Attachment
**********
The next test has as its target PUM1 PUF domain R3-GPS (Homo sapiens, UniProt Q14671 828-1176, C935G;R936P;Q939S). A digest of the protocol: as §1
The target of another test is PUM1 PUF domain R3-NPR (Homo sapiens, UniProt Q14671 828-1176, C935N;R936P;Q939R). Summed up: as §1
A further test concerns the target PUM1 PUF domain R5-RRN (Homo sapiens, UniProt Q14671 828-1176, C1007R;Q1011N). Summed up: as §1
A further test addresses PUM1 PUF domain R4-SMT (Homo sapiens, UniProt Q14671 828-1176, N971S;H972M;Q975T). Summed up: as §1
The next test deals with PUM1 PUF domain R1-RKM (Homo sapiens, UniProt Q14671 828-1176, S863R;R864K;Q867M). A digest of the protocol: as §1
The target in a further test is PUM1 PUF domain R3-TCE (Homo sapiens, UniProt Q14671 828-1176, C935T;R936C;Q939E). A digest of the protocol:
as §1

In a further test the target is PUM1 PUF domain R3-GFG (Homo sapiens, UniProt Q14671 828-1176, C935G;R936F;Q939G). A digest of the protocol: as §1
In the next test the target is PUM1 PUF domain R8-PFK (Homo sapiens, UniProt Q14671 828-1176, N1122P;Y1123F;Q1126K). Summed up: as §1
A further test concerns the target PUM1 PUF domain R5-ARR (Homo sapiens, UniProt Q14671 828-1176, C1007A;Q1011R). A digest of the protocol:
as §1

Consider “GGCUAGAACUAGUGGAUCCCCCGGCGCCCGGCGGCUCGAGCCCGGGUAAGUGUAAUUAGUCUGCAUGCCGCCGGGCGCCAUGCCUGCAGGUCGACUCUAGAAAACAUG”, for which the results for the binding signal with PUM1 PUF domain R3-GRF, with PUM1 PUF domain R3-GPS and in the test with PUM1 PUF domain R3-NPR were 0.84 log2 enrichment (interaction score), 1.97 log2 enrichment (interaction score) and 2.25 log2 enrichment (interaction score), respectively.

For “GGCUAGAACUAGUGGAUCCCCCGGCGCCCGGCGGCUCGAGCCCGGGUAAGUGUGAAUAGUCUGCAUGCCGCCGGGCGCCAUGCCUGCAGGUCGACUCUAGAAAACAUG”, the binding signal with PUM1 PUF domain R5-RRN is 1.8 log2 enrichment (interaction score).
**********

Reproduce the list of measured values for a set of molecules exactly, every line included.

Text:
The next test has as its target PUM1 PUF domain R3-GPS (Homo sapiens, UniProt Q14671 828-1176, C935G;R936P;Q939S). A digest of the protocol: as §1
The target of another test is PUM1 PUF domain R3-NPR (Homo sapiens, UniProt Q14671 828-1176, C935N;R936P;Q939R). Summed up: as §1
A further test concerns the target PUM1 PUF domain R5-RRN (Homo sapiens, UniProt Q14671 828-1176, C1007R;Q1011N). Summed up: as §1
A further test addresses PUM1 PUF domain R4-SMT (Homo sapiens, UniProt Q14671 828-1176, N971S;H972M;Q975T). Summed up: as §1
The next test deals with PUM1 PUF domain R1-RKM (Homo sapiens, UniProt Q14671 828-1176, S863R;R864K;Q867M). A digest of the protocol: as §1
The target in a further test is PUM1 PUF domain R3-TCE (Homo sapiens, UniProt Q14671 828-1176, C935T;R936C;Q939E). A digest of the protocol:
as §1

In a further test the target is PUM1 PUF domain R3-GFG (Homo sapiens, UniProt Q14671 828-1176, C935G;R936F;Q939G). A digest of the protocol: as §1
In the next test the target is PUM1 PUF domain R8-PFK (Homo sapiens, UniProt Q14671 828-1176, N1122P;Y1123F;Q1126K). Summed up: as §1
A further test concerns the target PUM1 PUF domain R5-ARR (Homo sapiens, UniProt Q14671 828-1176, C1007A;Q1011R). A digest of the protocol:
as §1

Consider “GGCUAGAACUAGUGGAUCCCCCGGCGCCCGGCGGCUCGAGCCCGGGUAAGUGUAAUUAGUCUGCAUGCCGCCGGGCGCCAUGCCUGCAGGUCGACUCUAGAAAACAUG”, for which the results for the binding signal with PUM1 PUF domain R3-GRF, with PUM1 PUF domain R3-GPS and in the test with PUM1 PUF domain R3-NPR were 0.84 log2 enrichment (interaction score), 1.97 log2 enrichment (interaction score) and 2.25 log2 enrichment (interaction score), respectively.

For “GGCUAGAACUAGUGGAUCCCCCGGCGCCCGGCGGCUCGAGCCCGGGUAAGUGUGAAUAGUCUGCAUGCCGCCGGGCGCCAUGCCUGCAGGUCGACUCUAGAAAACAUG”, the binding signal with PUM1 PUF domain R5-RRN is 1.8 log2 enrichment (interaction score).